I am here today to share a lovely recipe with you for a Mashed Potato Pie with Peas, Ham & Chives. This easy-to-make recipe is one which you will find yourself turning to time and time again. Not only does it use simple ingredients that most of us have in our kitchens most of the time, but you can also put it together ahead of time, ready to bang it into the oven when you get home at the end of the day after work. This makes it ideal for working moms with hungry children nipping at their heels!
All you need on the side is a tossed salad or a cooked vegetable and some crusty bread. Not only is it a simple and easy to make recipe, but it is also a very economical recipe. All of these qualities serve to work together in making it a very “Family-Friendly” recipe.
Gather All the Ingredients
We are harvesting fresh potatoes from the garden at the moment, and this recipe a wonderful way of using them. It is important to note however that you cannot use just any kind of potato. You will want to use a good all-rounder potato, with a mealy texture that is suitable for mashing. Baking potatoes also work very well for this dish.
You will need a knob of butter. I always use regular salted butter when I am cooking. In all honesty I buy Danish lightly salted butter and I find it suitable for both baking and cooking. For a recipe such as this which includes ham and cheese which are both salty, you will want to use only a lightly salted butter, or an unsalted butter.
Fresh chives are a must. They add colour and flavour to the dish. There is also one onion that is chopped and fried to golden brown, a good strong cheddar cheese, some baked ham, a free-range egg, cream (or milk), a knob of butter, frozen baby peas and of course seasoning.
For the ham you can use leftover roasted ham or thick-sliced ham you pick up at the deli. You will only need about 4 slices, about ¼ inch thick. You don’t really want them to be paper thin, although you can use that certainly if that is all you have. The ham slices are slivered, using a sharp Chef’s knife. I fold or roll the ham up and then cut it crosswise into thin slices. Easy peasy.
I favour a well flavoured, undyed strong white cheddar cheese for this dish. You will need about 1 cup in total, which will be divided. Some will go into the pie mix and some will be sprinkled on top. Do take the time to grate your own. Pre-grated cheese always has things added to it to make it flow easier. You don’t want to use that in this recipe as it will change the consistency of the finished dish and may even make it gluey.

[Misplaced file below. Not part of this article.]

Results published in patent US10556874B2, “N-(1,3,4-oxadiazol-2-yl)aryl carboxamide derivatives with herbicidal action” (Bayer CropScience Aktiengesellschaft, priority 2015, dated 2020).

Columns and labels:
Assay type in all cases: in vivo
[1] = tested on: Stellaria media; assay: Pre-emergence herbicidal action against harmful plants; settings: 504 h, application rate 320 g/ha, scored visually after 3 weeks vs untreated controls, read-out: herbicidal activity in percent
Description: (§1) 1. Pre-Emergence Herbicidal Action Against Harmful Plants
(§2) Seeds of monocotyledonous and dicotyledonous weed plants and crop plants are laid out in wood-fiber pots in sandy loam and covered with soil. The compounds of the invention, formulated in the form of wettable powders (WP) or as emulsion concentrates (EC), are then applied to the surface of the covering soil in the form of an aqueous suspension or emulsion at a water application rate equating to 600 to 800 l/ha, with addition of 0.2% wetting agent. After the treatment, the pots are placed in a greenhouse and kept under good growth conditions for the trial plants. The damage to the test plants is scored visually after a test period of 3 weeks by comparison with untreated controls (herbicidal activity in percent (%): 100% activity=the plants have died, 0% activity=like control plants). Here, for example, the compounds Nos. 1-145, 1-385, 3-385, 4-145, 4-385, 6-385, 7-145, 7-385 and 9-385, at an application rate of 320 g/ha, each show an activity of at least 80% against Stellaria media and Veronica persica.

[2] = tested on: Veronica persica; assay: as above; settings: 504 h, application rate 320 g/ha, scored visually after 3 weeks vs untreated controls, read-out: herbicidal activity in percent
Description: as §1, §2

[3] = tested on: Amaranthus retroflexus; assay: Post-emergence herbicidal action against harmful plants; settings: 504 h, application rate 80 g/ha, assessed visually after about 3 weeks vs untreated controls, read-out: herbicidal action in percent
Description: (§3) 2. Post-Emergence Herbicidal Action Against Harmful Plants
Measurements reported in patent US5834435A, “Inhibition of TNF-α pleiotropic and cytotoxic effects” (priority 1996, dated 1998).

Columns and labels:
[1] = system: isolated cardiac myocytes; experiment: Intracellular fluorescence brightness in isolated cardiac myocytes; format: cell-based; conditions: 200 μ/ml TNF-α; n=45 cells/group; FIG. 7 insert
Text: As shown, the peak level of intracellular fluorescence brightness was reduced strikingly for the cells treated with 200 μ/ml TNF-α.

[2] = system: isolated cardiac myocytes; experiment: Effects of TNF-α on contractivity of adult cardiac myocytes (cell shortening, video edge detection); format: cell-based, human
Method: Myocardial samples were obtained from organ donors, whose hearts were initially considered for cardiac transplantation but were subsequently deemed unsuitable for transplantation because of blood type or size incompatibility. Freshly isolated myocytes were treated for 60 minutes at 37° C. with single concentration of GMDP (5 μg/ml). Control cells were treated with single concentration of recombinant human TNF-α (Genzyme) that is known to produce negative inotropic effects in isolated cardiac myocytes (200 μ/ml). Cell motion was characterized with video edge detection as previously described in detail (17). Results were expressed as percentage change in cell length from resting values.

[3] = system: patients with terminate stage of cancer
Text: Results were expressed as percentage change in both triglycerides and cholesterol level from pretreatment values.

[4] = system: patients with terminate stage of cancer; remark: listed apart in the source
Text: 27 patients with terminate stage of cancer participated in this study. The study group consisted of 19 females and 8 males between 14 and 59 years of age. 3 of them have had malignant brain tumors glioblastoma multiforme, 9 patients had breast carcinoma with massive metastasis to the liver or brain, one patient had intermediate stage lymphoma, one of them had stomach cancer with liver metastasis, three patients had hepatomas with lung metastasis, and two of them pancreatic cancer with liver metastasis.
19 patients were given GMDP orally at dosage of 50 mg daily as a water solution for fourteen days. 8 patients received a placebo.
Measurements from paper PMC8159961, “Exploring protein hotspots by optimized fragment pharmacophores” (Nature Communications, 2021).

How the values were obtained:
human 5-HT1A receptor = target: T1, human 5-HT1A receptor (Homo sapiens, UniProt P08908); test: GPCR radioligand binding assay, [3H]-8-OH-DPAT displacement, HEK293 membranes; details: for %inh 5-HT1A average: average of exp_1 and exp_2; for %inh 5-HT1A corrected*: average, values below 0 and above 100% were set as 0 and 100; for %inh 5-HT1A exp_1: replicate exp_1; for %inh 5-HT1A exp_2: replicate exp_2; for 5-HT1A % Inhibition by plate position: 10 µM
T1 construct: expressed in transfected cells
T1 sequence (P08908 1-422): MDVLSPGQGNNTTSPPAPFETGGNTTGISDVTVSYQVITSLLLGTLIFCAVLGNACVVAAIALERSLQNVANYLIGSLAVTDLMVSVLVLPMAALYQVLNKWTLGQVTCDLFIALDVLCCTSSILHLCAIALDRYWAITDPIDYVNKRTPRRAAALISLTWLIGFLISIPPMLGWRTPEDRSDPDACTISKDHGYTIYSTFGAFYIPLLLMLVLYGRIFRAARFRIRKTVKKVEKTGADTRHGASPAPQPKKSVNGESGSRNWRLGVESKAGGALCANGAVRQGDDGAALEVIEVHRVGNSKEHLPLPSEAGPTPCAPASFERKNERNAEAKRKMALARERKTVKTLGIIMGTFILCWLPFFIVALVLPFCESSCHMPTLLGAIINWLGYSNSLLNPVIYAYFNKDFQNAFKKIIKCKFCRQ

A good old-fashioned box grater works best, grating on the large holes. If a few bits get into your mouth while you are grating, don’t worry. Nobody will notice. In all truth I sometimes add a bit more than a cup of cheese. It all depends on how generous I am feeling, but a cup of cheese is the very least you will need.
Snipped chives add a touch of colour and some additional flavour. I love the mild onion flavour of them. If you have garlic chives, so much the better! My father used to grow his own chives in a huge cement plant pot outside our front door. I never see or use chives but what I think of him. When I was a young bride, living in my own house, he sometimes stopped by my home for lunch. I would make him pan toasted bologna and cheese sandwiches, always tucking in a few springs of fresh chives. He loved them.
When I am preparing the chives for this recipe, I use a pair of kitchen scissors to snip them into bits. Kitchen scissors do a great job, and you can very easily control the size of them. You will want them finely snipped.
Prepping the Potatoes
The main ingredient of this dish will be the potatoes of course. This is a potato pie after all. Here in the UK, a pie doesn’t necessarily need to have a crust and you will find that this is one of those dishes/pies that has no crust. Instead, the potatoes bake all golden brown on the outsides creating a kind of a crust.
You will need to wash and peel your potatoes. I like to use a metal swivel potato peeled for this with a rounded end. That rounded end is the perfect tool for digging out any stubborn and unwanted eyes. A potato peeler also makes sure you only remove a thin layer from the potato so there isn’t a lot of waste.
I remember when I was a girl going for my “Cook’s Badge” for the girl guides. We were not allowed to use a peeler gadget to peel our vegetables. We had to use a paring knife. I practiced for hours peeling potatoes and carrots for my mom using a paring knife. I became quite good at removing only a thin layer of skin, but it can be somewhat fiddly, so one of these swivel peelers does the trick much faster.
You will be cutting the potatoes into cubes after you have peeled them. I cut them into cubes about 2 inches square and cover them in lightly salted water. I throw in a fresh bay leaf from our bay tree which helps to infuse the potatoes with even more flavour. You can use a dried bay leaf as well. I always like to break them in half which helps to release the natural oils and flavours.
While the potatoes are cooking you can deal with the onions.
Moving On to the Onions
You will want to cut your onions with a nice sharp knife. I like to keep my knives in tip-top condition by always making sure they are sharp. A dull knife is probably the most dangerous tool you can have in the kitchen.
I start by cutting off both ends of the onion and slipping off the peel. I then cut it in half lengthwise so that I have a flat surface to set the onion on for safety purposes. I don’t want it rolling about underneath my knife so doing this makes sure that won’t happen, and then I just cut it in thin slices towards the stem end and then again crosswise. A perfect dice every time. The size of the dice will depend on how wide you make the cuts.
The onion is then browned lightly in a small skillet with some olive oil along with a pinch of salt. Don’t rush this step. You don’t want them to be burnt, just a light golden brown. These can be cooked while you are cooking the potatoes, and both will be finished and ready at about the same time.